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Run, Swim, Paddle…
Glenn Warren | 27th Street

from left: Eric Sandy and Jake Keville.
Photo Glenn Warren.
Click to enlarge.

When Eric Sandy joined the City of Del Mar as a parking and animal enforcement officer in 1972 (working alongside lifeguards), the only requirements to become a lifeguard were filling out an application and passing a swimming test at the Torrey Pines Lodge. Nowadays, the process is a bit more rigorous. Applicants must pass a run, swim, run and paddleboard test, and then be interviewed. Chief lifeguard Jon Edelbrock says Del Mar is also looking for individuals with self-confidence and strong interpersonal skills, who can function well as part of a team.

Del Mar has 50 lifeguards: five permanent and forty-five part-time. Each May, Edelbrock and senior personnel conduct a training “academy” for new hires. Depending on need, there are 8-12 individuals selected from an applicant pool of 30-40. Not surprisingly, they generally come from a water-oriented background, e.g., surfing, swimming, and water polo. Most are from 16-20 years of age, although there may be 40-50 year-olds; the oldest this year is 36.

Lifeguard Training Class.
Photo Mike Emerson.
Click to enlarge.

Training takes place on Fridays, Saturdays, and Sundays in May. Trainees are taught tube and paddleboard rescue; how to watch the water; customer service, which includes dealing with the public, creating surf reports, and school presentations and learning relevant parts of the municipal code. As part of the program, Eric Sandy, who has experience in mediation and dispute resolution, runs a workshop on dealing with difficult people. He notes that for many of the younger people, working as a lifeguard will be their first experience in a position of authority. Jake Keville, who is 19 and began lifeguarding a year ago, observes that one of the most recurring issues in contact with the public is dogs on the beach. Dog owners are “passionate” about their dogs and tact is necessary when dealing with them (the owners, that is).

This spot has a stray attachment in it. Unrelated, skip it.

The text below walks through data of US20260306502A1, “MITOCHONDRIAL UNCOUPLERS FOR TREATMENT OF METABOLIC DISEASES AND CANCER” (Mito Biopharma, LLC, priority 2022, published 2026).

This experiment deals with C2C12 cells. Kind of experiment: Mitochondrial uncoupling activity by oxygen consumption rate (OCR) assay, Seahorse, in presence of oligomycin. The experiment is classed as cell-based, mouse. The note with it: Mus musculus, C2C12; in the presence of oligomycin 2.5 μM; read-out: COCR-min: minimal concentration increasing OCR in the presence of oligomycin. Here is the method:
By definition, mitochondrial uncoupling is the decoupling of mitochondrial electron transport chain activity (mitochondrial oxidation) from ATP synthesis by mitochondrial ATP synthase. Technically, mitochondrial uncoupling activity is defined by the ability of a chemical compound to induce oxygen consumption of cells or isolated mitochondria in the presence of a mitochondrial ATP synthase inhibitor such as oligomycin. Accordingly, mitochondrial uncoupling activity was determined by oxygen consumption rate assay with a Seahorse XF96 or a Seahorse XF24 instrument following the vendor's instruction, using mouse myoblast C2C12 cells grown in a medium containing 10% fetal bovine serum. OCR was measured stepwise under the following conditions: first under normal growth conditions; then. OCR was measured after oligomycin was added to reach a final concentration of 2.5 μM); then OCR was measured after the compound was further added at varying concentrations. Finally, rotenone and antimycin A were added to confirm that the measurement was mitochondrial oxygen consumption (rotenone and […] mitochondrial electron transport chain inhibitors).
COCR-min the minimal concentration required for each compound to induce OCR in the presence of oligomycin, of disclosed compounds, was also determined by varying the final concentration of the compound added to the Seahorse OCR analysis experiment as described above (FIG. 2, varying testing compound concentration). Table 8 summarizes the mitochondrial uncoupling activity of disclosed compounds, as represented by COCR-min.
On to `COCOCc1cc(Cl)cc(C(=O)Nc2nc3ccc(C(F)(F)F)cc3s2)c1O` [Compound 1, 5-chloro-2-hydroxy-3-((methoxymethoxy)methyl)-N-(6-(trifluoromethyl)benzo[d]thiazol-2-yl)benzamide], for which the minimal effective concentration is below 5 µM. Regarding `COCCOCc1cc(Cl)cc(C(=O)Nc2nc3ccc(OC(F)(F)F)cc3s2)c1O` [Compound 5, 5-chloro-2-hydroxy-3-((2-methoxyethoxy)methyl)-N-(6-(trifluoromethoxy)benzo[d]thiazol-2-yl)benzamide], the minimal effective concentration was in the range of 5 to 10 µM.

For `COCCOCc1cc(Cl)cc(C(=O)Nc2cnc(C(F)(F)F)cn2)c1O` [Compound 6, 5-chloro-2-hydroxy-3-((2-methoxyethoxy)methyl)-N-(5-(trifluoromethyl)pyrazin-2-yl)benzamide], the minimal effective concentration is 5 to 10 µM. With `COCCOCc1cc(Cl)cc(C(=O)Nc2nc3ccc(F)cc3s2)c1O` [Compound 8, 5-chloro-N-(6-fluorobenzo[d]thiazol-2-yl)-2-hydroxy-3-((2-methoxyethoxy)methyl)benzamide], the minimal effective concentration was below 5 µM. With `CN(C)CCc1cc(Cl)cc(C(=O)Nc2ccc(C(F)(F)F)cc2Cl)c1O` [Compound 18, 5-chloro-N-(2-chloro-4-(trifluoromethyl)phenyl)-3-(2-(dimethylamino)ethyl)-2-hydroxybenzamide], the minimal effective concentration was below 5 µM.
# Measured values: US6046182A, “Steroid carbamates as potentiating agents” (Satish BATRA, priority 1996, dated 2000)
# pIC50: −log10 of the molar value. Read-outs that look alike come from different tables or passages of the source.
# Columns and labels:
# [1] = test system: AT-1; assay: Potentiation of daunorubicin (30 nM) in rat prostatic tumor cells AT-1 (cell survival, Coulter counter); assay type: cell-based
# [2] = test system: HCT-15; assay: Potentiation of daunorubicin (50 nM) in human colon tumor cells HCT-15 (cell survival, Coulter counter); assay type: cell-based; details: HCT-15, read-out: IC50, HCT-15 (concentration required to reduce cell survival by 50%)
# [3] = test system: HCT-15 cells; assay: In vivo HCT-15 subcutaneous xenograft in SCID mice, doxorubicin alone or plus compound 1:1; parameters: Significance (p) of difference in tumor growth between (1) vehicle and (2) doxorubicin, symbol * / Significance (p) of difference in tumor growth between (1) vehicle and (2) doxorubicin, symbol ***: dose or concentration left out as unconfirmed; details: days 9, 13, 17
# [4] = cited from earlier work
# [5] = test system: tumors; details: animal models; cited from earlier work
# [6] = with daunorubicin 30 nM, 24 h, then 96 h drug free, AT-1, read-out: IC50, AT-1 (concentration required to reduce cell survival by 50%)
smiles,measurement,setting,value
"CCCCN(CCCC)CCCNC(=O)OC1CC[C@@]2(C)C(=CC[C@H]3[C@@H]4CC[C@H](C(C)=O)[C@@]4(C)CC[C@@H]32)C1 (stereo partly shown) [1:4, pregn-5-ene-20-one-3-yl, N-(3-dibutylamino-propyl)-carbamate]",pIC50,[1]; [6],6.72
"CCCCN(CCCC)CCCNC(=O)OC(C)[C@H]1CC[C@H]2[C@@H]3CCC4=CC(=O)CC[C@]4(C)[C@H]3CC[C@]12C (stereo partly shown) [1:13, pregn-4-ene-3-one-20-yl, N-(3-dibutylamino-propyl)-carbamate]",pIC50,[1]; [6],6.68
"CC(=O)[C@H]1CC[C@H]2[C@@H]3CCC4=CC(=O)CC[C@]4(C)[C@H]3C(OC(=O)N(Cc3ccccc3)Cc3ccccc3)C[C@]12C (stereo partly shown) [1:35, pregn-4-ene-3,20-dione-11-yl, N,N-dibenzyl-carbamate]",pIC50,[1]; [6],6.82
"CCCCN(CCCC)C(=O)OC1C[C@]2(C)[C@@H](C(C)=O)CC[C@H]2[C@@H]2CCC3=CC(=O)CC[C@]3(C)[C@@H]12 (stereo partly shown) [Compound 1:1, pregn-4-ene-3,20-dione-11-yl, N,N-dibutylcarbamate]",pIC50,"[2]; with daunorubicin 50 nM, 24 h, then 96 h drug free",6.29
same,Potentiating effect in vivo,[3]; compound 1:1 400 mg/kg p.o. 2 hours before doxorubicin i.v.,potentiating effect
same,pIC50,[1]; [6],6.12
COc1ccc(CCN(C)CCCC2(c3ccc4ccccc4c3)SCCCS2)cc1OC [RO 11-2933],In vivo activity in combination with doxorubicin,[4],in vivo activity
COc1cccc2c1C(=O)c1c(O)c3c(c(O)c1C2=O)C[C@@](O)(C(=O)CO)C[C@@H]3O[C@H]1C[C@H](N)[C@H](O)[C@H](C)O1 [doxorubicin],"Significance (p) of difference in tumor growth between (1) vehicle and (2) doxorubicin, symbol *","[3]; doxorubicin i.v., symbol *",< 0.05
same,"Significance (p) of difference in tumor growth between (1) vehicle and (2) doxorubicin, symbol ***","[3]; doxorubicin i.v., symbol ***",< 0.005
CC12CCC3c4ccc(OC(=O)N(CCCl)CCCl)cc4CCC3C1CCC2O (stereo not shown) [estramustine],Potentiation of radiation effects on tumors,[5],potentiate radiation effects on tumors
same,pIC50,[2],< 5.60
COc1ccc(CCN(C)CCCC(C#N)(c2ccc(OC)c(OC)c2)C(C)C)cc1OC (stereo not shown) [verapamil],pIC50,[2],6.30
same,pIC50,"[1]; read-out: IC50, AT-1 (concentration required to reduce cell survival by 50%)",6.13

During the summer, trainees shadow an experienced lifeguard to learn the ropes. Afterwards, they’re eligible to be hired as a regular lifeguard (the minimum age is 18).

According to Edelbrock, Del Mar is the only coastal city that conducts its own training. (Other cities draw lifeguards from regional training programs conducted by Miramar College.) This fosters teamwork and comradery from the beginning, and enables trainees to learn about beach issues unique to Del Mar.

Most Del Mar lifeguards work on a seasonal and/or part time basis for 5-6 years (mostly while going to school), although a number work much longer. For some, it can be a life-changing experience—an impetus perhaps to go into medicine or science. For all, it is an opportunity to work in a beautiful area, form lifelong friendships, and provide an important public service. On the flip side, Del Mar is fortunate to have a lifeguard program comprised of individuals whom Eric Sandy, who still works as an enforcement officer, calls “consistently, absolutely stellar.”

 

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